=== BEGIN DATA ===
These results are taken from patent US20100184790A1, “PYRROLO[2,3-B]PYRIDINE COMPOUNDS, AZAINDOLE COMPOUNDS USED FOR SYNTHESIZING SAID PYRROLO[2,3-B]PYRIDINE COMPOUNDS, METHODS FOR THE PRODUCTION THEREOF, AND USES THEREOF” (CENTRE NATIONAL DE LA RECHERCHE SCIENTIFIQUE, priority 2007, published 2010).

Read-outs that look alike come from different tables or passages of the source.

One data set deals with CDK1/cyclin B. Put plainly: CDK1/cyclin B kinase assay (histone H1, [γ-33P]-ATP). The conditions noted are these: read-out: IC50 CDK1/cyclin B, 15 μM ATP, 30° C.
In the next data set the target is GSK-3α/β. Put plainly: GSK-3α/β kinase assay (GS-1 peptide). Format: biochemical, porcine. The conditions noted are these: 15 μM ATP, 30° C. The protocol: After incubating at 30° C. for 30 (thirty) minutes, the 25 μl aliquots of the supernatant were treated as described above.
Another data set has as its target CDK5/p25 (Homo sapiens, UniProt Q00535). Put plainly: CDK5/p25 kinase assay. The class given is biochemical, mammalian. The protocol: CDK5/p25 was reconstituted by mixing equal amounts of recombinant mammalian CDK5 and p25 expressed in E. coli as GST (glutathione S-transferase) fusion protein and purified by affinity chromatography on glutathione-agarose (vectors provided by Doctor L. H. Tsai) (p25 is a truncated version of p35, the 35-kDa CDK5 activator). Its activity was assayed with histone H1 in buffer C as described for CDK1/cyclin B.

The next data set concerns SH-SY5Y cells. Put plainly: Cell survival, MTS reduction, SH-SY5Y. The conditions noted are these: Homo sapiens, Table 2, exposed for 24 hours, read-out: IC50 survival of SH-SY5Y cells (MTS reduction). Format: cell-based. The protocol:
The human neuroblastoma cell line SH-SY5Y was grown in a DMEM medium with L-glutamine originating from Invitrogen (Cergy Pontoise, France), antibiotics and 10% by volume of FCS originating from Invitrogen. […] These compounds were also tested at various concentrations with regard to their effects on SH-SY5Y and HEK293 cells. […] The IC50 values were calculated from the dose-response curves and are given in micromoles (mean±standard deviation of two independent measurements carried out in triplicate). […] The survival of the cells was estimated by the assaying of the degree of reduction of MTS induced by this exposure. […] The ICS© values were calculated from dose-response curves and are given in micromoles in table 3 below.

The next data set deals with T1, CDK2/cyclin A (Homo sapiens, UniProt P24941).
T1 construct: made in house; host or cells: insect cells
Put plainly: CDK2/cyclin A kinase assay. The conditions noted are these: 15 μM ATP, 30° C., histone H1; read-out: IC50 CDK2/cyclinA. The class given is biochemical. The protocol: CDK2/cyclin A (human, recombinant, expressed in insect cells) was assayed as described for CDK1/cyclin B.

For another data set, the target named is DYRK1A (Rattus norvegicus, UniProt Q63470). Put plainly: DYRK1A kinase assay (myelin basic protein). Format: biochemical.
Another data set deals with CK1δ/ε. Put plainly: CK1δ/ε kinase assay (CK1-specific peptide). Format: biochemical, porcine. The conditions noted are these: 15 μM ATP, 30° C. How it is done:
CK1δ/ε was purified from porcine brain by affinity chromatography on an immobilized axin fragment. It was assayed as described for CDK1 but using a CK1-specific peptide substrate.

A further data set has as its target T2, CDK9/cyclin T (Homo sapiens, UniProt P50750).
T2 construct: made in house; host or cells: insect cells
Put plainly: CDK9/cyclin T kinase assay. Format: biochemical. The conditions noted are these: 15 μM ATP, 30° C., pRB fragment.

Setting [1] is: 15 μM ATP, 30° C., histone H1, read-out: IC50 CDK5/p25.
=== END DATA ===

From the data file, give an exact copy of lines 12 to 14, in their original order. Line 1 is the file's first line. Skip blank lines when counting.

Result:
Another data set deals with CK1δ/ε. Put plainly: CK1δ/ε kinase assay (CK1-specific peptide). Format: biochemical, porcine. The conditions noted are these: 15 μM ATP, 30° C. How it is done:
CK1δ/ε was purified from porcine brain by affinity chromatography on an immobilized axin fragment. It was assayed as described for CDK1 but using a CK1-specific peptide substrate.

A further data set has as its target T2, CDK9/cyclin T (Homo sapiens, UniProt P50750).